I saw the movie on it's first release and enjoyed it tremendously. This to me, was a triumph of imagination over budget. I think this is why it has such a following. Sure, the pyramid didn't match Ron Cobb's Mountain of Power in Conan...but I think they had more than twice the budget. The things I loved about it were the designs. I first saw the pre-production artwork in an issue of Fangoria and fell in love. I liked the living dead mutant soldiers, the witch-hags, and most freaky of all, those creatures that wrapped victims in their membranous wings and dissolved them! Plus the fact that the scene took place at night if I remember. Marc Singer was a believable hero, not too Mr. Olympia for the role, he was realistically lean and mean. His sword was one of the great movie swords in my opinion. It looked like it could cut through anything.
Keep up the good work! Let's all make the DVD a best seller!
|JANUARY 4, 2002|
Oke, first this, I never tought that there where more people who had the same feeling that I had when I first saw the movie. The first time I saw the movie was when I was 11 years old or something. I kept playing it over and over again, the story, the music in the movie, everything was perfect, a movie like no other. I don't know how old the internet site is where I have read this story of you about the Beastmaster.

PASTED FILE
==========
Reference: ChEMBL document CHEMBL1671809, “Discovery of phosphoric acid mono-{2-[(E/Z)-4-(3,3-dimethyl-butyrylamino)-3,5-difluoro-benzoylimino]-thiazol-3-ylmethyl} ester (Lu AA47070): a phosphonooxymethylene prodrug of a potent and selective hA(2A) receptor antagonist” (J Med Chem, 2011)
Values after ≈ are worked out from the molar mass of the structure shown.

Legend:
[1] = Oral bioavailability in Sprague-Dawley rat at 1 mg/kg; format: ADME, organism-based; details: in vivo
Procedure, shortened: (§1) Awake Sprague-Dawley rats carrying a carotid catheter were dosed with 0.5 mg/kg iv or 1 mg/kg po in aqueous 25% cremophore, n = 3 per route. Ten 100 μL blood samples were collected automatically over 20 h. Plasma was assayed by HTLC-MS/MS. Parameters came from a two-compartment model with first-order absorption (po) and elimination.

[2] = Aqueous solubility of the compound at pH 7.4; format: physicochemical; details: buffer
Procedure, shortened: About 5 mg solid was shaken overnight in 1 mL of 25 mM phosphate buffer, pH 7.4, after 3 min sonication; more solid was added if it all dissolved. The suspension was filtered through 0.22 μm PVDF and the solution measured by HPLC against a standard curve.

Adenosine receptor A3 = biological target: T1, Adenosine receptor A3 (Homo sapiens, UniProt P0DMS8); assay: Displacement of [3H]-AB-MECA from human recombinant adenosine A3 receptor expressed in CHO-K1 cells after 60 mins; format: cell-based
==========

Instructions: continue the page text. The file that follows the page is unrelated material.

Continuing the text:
I have 1 question: Is there any soundtrack of the Beastmaster. I am searching for it for a long time, (from the first movie)
I hope to hear from you.
Response: As far a soundtrack goes, I think it is long out of print, but the score for The Beastmaster was released together with the score for the TV show Beauty and the Beast, both of which were written by the prolific Lee Holdridge.
|NOVEMBER 5, 2001|
Dear Mr. Kendrick; I was at least seven years younger than yourself(not that you are a geriatric by any means) when "The Beastmaster" was released, but was mesmerized nonetheless after a young lady who lived a block away introduced it to me a few years later. As you have hinted at, we are apparently not alone for the WB network has no doubt plunged Ms. Norton deeper into the sea of chagrin by unleashing its "Beastmaster" series recently, also with a heavily(and poorly) revamped storyline.
As you probably already know, the early scene in which the hag induces the queen's little bundle of joy into teleportation from her belly and into the cow has been an integral factor in the film's immortality, and I think that I merely echo the curiousity of many by asking if you by any chance know where Coscarelli recieved the inspiration for such an endeavour. My suspicions intimate that this was folkloric in origin, yet I have never in my own reading come across such a tale.
P.S.-Try getting a scene like that past the MPAA knowadays!